The training program lines up nicely with the seasons here. Most of the summer is occupied with hill work and shorter speed work. The real distance work doesn’t kick in until late August, then builds through the fall. Have I mentioned before how fall is the best time of year to run here in Indiana? And how much I missed all the long runs last fall? Yeah, I thought I did. Not this year…I want to relish the fall.

This program (from Jeff Galloway) includes two marathon-length runs in training. One will nicely coincide with the
Indianapolis Marathon on October 20, so I’ll do a training run and get “credit” for it. The other 28 mile run is set for November 17 and I can find no marathon anywhere near here that weekend. So, I’ll just do a long run here. I’ll fit in a few other races as distance and timing and the price of gasoline allow.

I hope all your surveys are highly reliable…even if they aren’t, persevere anyway.


Sunday, June 03, 2007

Race Report: Sunburst Half Marathon

ORN; 13.1 miles, 2:07:23, 9:43/mile

Summary: On a hot and muggy day, the first 7 miles went great; the last 6 were tough. Each race teaches much. This one was no different. The experience was great, though the time was not.

The Race Itself

Tony, a friend from our local running club doing his 44th marathon, and I headed to South Bend Friday after work. We got our bibs and packets before they closed at 8pm, grabbed some dinner and were then pampered at every turn as we stayed in the lap of luxury at Motel 6-South Bend (note to self; next time at Motel 6, bring your own towel). We slept well.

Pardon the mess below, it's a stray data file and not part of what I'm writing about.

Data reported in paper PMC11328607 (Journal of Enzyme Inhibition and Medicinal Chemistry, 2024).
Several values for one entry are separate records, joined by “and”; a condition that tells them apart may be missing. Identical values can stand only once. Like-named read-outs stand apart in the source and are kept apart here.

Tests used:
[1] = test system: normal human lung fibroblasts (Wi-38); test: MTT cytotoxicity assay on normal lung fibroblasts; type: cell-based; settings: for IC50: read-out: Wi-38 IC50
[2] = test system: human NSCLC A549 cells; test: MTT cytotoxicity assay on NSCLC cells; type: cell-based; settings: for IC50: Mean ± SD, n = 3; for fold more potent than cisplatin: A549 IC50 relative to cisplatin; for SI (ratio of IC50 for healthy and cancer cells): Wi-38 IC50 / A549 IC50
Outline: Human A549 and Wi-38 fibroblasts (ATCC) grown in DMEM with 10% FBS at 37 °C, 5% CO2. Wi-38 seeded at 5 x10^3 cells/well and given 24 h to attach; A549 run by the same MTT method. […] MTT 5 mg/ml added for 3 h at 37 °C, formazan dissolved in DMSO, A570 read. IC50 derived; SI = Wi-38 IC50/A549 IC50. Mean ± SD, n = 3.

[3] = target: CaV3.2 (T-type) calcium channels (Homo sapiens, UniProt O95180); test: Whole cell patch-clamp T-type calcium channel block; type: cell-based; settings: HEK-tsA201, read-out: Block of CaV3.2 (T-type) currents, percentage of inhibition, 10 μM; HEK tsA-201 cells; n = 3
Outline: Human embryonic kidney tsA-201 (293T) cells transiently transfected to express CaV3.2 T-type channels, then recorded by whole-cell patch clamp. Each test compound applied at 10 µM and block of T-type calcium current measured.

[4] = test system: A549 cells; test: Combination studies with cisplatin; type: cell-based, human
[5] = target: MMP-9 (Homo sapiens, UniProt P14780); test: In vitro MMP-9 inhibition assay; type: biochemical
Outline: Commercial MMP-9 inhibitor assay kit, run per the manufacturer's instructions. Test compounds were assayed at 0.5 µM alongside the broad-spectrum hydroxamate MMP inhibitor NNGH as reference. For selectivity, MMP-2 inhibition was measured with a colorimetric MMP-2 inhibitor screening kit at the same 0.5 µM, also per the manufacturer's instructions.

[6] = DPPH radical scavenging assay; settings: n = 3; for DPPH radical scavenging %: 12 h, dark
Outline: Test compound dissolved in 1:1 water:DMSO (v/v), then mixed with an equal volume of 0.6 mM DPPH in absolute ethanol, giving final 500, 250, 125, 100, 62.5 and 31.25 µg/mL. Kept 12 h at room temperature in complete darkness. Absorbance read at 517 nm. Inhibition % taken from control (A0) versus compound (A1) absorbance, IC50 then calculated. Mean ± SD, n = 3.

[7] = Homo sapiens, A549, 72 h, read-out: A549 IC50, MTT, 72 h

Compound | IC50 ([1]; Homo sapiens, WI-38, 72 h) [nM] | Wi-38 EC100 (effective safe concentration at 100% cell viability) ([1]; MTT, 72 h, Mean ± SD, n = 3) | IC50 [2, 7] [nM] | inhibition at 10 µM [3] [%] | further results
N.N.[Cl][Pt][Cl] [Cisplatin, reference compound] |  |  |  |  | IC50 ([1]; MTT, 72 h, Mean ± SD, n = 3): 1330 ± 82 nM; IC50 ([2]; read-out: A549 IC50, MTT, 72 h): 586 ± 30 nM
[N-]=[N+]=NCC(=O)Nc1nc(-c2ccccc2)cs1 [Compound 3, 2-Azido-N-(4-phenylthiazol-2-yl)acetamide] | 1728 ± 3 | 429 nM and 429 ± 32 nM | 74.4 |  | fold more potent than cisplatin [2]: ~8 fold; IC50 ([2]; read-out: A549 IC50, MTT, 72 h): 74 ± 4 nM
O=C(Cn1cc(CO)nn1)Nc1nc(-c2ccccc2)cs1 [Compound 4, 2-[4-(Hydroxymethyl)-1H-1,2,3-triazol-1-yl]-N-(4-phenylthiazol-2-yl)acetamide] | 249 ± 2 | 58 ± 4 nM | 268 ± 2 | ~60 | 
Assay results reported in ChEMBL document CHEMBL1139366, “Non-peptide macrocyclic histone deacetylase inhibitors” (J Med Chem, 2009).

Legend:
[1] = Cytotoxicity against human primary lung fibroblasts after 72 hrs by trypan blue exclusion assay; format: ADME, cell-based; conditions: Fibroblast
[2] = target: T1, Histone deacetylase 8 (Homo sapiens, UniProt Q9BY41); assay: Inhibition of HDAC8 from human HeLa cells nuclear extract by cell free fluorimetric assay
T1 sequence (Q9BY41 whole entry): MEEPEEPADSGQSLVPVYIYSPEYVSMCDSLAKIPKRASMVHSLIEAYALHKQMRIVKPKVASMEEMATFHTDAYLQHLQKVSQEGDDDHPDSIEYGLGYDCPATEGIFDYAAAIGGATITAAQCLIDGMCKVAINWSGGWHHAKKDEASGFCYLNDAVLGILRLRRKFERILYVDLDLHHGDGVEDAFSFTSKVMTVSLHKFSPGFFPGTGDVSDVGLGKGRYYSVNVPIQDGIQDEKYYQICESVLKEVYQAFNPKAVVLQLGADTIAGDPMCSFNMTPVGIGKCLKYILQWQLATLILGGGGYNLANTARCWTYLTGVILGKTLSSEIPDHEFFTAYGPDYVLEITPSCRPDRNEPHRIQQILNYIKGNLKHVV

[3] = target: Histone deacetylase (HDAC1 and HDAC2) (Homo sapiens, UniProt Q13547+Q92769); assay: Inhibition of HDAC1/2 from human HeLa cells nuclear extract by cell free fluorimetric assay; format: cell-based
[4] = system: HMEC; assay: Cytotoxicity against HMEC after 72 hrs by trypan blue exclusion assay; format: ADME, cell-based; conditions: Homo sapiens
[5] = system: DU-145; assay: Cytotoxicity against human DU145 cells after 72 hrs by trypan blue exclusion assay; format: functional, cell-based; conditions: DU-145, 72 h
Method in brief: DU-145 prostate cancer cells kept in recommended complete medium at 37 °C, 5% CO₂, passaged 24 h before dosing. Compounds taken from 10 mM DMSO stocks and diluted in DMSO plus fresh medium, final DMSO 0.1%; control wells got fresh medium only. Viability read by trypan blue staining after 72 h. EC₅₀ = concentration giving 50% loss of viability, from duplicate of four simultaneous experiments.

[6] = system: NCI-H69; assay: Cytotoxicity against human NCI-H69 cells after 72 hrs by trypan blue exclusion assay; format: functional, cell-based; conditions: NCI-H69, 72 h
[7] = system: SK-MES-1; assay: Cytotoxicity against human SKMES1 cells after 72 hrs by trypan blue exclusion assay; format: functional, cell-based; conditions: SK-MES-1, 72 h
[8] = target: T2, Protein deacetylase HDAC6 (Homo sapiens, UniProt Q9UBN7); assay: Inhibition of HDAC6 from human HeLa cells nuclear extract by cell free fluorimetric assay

With Tony’s marathon starting at 6am, we were up and heading for the start line by 5am. We scored a primo parking place near the start line at that early hour, still well before sunrise. We found a nice park bench near the start area and had a wonderful 35 minutes sitting, talking, enjoying the music and energy of the 500 or so marathoners gathering. We knew that since it was so comfortable before sunrise that the day held quite a bit of heat for us, yet we chose not to think much about it. I saw Tony off at 6, then had 90 minutes before the HM started at 7:30. So, I went back to my car, listened to one of my
favorite CDs and got ready.

At 7:30, we were off. I was determined to hold to a steady pace and had my splits in large font to remind me. I took it easy at first and felt comfortable. I did notice, though, even before the first mile marker, just how much I was sweating. That was a clue to the day I tried not to notice.

The entire course wound through wonderful older residential areas. Many residents put out sprinklers for us to run through, which really helped. My first five splits were at 8:47, 8:54, 8:37, 9:01, 9:02. I had a little over a minute in hand on my 1:59 target.

After a turn around, I found my stomach getting a bit queasy. I stopped for a short pit stop as well and the next two miles were still OK at 8:56 and 9:20. We then crossed the St. Joe River into another attractive residential area. By this time the local time was about 8:45am and the temperature had moved through the 70s, into the low 80s. And it got tough. Miles 8,9 and 10 deteriorated to 10:02, 9:30 and 10:47. I could feel it slipping away. The heat and humidly (over 90%) was taking a toll. I tried to find a run/walk rhythm, as my original 5/:30 ratio was no longer working. Eventually, I reset my watch to a paltry 3/1:30 ratio. It seemed to work. While miles 11 and 12 stunk at 11:24 and 11:44, I pulled mile 13 in at 10:21 and finished at 2:07:23. So I missed not only my A goal of 1:57, and my B goal of 2 hours, but also just missed my C goal of 2:06.

What did I learn?